Benefits of a COVID-19 Diary

Regular writing can bolster the immune system, help you recover from traumatic events more successfully and ease stress and depression. Professor James Pennebaker, from the University of Texas in Austin

Soon after I sequestered myself to keep safe during the COVID-19 pandemic, I started a COVID-19 Diary. Inspired by The Diary of Anne Frank, at first I thought of the diary as a historical document and a remembrance for my great-grandchildren. However, I soon discovered the immediate personal benefits of expressing my frustrations, fears, victories, and disappointments.

Research by Professor Pennebaker and others suggest that those who regularly write in a journal or diary have a more vigorous antibody response to bacteria and viruses and produce less cortisol, a stress hormone. I can’t prove any reduction in stress or increased antibodies but I do know that expressing my thoughts in a diary has a calming affect on me as I clear my mind of negativity. I also use my diary to track progress on my soon-to-be-published book. It helps me stay focused and reminds me that I am making progress even if it feels slow. 

Affirmation: I will continue to write in my diary.

Coaching questions request: What would it be like to start your own COVID-19 Diary? What are the possible benefits? Write about your feelings, activities, circumstances every couple of days for a week. Let me know how this exercise works for you. 

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Patience Is More Than a Virtue

Patience is not simply the ability to wait—it’s how we behave while we’re waiting. Joyce Meyer, author

Taking care of loved ones who are sick, dying, or have dementia requires a great deal of patience. It’s also important to be patient with ourselves and others as we process our grief.

Here are a few tips to improve your patience:

  • Keep a journal about what causes you to feel impatient. Be specific. This will help you acquire greater awareness of your feelings and their cause. 
  • Stop and be still for a few minutes everyday with no TV, no reading, no music, no electronics. This will help quiet your impatient mind.
  • Use small experiences requiring patience…i.e. waiting in line at the grocery store or the doctor’s office… to practice dealing with your impatient feelings. Read, write, think, knit…use this down time to be creative and side-step the stress caused by impatience.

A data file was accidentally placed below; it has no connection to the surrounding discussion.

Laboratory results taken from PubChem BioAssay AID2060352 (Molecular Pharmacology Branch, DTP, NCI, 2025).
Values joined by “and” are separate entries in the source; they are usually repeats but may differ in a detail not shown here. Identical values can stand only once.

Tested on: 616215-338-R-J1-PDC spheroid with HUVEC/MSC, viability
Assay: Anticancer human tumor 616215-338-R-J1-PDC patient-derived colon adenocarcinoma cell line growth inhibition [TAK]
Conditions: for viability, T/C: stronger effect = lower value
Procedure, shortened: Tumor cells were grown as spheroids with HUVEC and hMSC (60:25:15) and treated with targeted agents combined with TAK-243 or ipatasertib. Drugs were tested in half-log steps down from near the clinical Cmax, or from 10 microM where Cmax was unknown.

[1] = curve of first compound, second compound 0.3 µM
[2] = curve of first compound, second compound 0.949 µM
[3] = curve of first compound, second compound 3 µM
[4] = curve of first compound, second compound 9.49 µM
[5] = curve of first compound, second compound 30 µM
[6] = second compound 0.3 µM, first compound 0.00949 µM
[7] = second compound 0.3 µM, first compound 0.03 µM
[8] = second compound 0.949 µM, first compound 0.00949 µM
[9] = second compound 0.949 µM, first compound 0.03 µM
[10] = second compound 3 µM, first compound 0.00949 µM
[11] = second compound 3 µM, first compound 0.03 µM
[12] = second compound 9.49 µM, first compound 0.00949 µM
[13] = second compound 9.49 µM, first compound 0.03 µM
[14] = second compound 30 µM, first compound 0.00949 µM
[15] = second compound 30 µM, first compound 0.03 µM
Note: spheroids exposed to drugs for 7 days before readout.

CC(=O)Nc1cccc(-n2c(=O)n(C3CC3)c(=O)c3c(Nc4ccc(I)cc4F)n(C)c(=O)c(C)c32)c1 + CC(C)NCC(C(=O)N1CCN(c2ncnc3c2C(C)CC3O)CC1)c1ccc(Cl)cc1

• Have a back-up plan. We are never 100 percent ready for someone to die, but as you envision your life without this person, plan how you will live, consider the inner strength/faith you will call upon, you will be able to execute more patience as you deal with death and your grief in the future.

Affirmation: I am patient.

Coaching questions: Think of patience as an exercise, practicing a bit every day helps you to achieve a stronger peace of mind. What will you do today to exercise your patience muscle?

Don’t Try To Be A Superhero

The gradual losses experienced by caregivers can lead to sadness, depression, anger, guilt, sleeplessness and other physical and emotional problems. Family Caregiver Alliance Site

Caregivers are frequently referred to as heroes, even super-heroes. But they aren’t. Caregivers are not super-human or intended to be super-heroes. They are simply human beings doing their best to take care of someone they love whose brain is not working properly. Perhaps they may wish they had super powers or mystical abilities but to stay sane they must acknowledge that they can’t fix all the challenges that accompany a dementia diagnosis.

The Family Caregiver Alliance recommends that a caregiver identify her losses, her feelings about the losses and her corresponding grief. The Alliance also recommends keeping a journal or gratitude journal, attending support groups, and doing relaxation exercises. 

Affirmation: I take care of myself as I take care of another.

Coaching questions: Whether you are a caregiver or not, in what ways do you try to be a super-hero? How’s that working for you? If you are a caregiver, in what ways do you take care of yourself?